Utah Transit Authority to expand service, make improvements

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SALT LAKE CITY -- For those who rely on public transit to get around, the cost of travel will remain the same--for now.

In its 2015 budget proposal, the Utah Transit Authority plans to maintain its current customer fares, while expanding its holiday service.

UTA Spokesman Remi Barron said they aim to serve a variety of customer needs.

"Some people have to work," he said. "Some people want to get to the fireworks in Sugar House Park. They'll be able to do that now, and we're happy to be able to provide that service."

Beginning next year, the agency will be up and running for three extra days, providing service on Memorial Day, Independence Day and Labor Day.

"We'll have Saturday service, which includes FrontRunner, TRAX, bus services on these holidays, which we haven't had in the past," Barron said.

The addition is just one piece of the $347 million budget, which Barron contends is focused on improving the customer experience.

Based on feedback from the public, the agency is focusing on making technological improvements to its system. The proposal calls for spending approximately $2.5 million to upgrade its WiFi system on the Frontrunner trains, while another $275,000 will go toward designing a new mobile app and online ticketing system.

"It'll respond to the customers' demands of today, instead of where it was designed several years ago," said Bob Biles, the Chief Financial Officer for UTA.

The plan has gained high praise from one of the agency's critics, Alex Cragun, who is a member of the Utah Transit Rider's Union.

"I think it's a great step in the right direction, and I can't wait to see more of this," Cragun said.

Cragun challenged UTA board members last month to ride the system for a week, in an effort to highlight problems he has had with the service.

However, next year's plan seems to address some of the issues he's faced in the past.

"Late night service, better Saturday and Sunday service, basically a continuation of what people need, which is a consistent, reliable public transportation," Cragun said.

The public will have an opportunity to review and comment on the proposal from November 1 to November 28. A public hearing to discuss the plan is scheduled for November 19, during the agency's board meeting.


  • Finny Wiggen

    It is really too bad that UTA destroyed its value proposition. It wasn’t that long ago that $0.50 would get you anywhere in the valley. Today, you need $2.50 to get one direction. It costs me $0.40 to drive, by myself, half way across the valley, to work. Even if I purchased a bus pass, I would come out behind.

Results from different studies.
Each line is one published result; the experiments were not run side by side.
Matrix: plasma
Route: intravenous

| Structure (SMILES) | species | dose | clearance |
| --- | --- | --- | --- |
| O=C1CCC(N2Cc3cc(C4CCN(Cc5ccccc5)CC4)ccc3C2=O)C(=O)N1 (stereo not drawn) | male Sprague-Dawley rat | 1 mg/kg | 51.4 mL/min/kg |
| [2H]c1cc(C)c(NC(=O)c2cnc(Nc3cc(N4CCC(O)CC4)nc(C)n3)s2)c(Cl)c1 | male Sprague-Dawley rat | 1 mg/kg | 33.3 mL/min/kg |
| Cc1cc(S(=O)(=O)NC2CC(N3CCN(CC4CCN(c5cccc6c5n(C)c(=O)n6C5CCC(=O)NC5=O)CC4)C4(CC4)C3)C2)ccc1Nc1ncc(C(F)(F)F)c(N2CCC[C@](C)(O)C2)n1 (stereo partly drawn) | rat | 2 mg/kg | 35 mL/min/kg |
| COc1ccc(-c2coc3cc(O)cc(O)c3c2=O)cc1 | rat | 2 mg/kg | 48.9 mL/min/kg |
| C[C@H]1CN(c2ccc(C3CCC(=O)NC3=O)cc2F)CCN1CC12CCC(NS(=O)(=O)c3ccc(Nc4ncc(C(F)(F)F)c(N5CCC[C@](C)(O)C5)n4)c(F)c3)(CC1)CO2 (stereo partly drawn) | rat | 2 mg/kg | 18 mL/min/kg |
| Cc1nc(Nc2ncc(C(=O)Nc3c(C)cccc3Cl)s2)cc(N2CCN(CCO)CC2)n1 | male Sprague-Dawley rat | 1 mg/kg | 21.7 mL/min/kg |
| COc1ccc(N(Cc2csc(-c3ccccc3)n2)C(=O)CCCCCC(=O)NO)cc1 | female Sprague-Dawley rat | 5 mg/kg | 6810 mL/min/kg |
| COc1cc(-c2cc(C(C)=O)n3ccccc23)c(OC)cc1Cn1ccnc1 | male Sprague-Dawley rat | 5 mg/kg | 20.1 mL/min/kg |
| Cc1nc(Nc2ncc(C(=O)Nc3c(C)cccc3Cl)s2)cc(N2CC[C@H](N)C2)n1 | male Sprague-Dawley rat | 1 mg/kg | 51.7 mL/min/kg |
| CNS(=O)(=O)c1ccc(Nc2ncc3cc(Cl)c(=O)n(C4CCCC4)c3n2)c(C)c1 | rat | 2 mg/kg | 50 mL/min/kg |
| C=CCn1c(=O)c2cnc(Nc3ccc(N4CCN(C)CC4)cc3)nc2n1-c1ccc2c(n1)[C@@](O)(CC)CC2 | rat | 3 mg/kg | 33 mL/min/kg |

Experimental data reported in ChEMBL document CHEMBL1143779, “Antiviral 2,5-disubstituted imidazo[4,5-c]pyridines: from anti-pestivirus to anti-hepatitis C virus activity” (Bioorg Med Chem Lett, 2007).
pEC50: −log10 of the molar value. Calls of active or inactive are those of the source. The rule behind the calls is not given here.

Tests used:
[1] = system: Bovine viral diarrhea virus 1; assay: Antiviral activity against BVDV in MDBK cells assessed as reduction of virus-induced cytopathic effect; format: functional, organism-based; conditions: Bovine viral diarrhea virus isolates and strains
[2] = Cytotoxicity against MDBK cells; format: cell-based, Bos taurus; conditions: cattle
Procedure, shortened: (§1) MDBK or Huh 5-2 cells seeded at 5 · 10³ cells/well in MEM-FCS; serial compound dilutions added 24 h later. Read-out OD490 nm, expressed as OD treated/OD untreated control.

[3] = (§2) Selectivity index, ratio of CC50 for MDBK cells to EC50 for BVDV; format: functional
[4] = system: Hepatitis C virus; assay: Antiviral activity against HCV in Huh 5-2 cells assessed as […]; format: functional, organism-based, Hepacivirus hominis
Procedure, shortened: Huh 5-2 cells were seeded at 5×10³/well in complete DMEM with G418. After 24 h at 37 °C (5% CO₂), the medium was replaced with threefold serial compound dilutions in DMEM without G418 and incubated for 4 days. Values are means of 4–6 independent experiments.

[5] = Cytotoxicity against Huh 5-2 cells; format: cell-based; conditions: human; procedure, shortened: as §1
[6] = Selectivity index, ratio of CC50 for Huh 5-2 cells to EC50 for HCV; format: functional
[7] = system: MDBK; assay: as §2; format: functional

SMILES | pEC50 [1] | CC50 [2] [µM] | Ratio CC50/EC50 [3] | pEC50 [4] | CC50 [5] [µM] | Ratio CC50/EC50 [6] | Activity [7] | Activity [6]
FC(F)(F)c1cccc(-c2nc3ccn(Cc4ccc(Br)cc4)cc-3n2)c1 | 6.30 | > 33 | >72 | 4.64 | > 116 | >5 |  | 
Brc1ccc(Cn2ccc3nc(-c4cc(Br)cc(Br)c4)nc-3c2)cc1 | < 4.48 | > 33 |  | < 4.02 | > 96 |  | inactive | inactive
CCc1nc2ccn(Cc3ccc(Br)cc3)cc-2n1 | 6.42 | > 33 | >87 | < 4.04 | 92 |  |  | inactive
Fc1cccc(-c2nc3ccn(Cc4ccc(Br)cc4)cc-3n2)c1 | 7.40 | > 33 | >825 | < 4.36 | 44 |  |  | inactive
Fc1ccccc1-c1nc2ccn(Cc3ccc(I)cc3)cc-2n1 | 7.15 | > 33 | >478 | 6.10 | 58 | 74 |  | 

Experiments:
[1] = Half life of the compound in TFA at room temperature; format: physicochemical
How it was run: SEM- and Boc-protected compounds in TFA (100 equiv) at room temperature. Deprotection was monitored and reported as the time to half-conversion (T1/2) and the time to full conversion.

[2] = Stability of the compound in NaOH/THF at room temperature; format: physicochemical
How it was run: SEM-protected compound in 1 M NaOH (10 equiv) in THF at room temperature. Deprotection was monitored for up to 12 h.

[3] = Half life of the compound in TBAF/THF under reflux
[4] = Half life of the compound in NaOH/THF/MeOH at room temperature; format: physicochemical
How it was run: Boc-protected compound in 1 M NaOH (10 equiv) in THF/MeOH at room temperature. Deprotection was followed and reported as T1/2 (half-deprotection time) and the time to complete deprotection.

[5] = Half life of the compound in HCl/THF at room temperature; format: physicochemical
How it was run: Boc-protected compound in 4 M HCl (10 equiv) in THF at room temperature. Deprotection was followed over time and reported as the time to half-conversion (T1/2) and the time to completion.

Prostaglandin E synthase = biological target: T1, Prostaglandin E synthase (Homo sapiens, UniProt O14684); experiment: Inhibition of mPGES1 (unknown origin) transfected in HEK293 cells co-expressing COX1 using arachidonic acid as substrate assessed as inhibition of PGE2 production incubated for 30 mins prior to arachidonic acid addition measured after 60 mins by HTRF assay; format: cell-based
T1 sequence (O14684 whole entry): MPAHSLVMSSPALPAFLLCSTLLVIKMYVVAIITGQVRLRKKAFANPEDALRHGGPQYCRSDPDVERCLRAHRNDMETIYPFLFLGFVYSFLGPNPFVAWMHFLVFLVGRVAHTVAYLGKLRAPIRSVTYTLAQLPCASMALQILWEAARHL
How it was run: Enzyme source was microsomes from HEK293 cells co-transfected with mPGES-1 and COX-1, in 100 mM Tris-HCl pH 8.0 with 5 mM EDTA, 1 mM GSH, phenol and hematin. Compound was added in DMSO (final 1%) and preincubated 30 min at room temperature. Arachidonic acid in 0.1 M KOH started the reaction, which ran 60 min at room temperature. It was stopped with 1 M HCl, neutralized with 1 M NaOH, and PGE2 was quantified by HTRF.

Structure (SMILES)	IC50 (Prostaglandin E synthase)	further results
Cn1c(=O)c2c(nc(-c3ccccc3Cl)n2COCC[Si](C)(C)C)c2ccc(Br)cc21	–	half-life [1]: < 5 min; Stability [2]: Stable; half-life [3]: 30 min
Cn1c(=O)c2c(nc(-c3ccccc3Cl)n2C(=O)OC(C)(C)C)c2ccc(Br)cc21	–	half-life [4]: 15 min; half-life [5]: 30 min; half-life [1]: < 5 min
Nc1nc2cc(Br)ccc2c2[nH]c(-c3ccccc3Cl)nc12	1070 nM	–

It is too bad, because Max comes right in front of my house, and Trax stops right by my work… but how can I justify paying so much more…

    UTA needs to get their costs back in line with the services they offer, before regular people like myself will be able to use them.

    Incidentally, UTA tries to justify the value proposition by pointing out that if I didn’t have a car, that their option would actually be cheaper… this is technically true, but until UTA wants to take me to church, to the grocery store, and my kids to all their lessons, I have to have a car! It is not as though not having a car is a real world option. The only true measurement of value proposition has to take this into account.

    • MIchael Drawe

      Does it really only cost $0.40? Are you calculating only gas? Do you not make maintenance on your vehicle (oil change, windshield wiper fluid, etc)? Car payments? I think your cost would be a bit higher.

  • Tank Berrett

    Not only is it the dollar value that is effected. It is the time it takes to get some where on UTA. Generally it takes 3X the amount of time to ride UTA. I recently my commute to work via car is 15-25 min but on UTA it took at least 1 hour and 20 minutes. You also have to add in the distance of your destination to the closest bus stop. Walking in the snow to some is a higher price to pay than paying car maintenance to drive to their destination. Especially for the young, old, and disabled. One more factor; the hours of UTA operations limit times you can ride if you have to be anywhere on a weekend or between 10pm and 4am the options are extremely limited. Depending on what your paid hourly the cost incentive changes dramatically or it may just even out the costs. Time is money.

  • Nathan S

    you drive to or from work 40 times per month, and change your oil, rotate your tires, etc for $20 once every three months, that is $20 over 120 trips, or $0.16 per trip, gas is $3.30/gal and a lot of cars can get 30miles/gal if you commute 5 miles each way that is $0.55 per trip, so 71 cents per trip, if your commute is less than five miles it costs less, so even with maintaining your vehicle it is cheaper. You would need to spend $78 per month on maintenance to come out equal, and that is if you only go to and from work, add in shopping, visiting friends, leisure activities, etc, and you could probably buy a car every year with what you save by not riding UTA.

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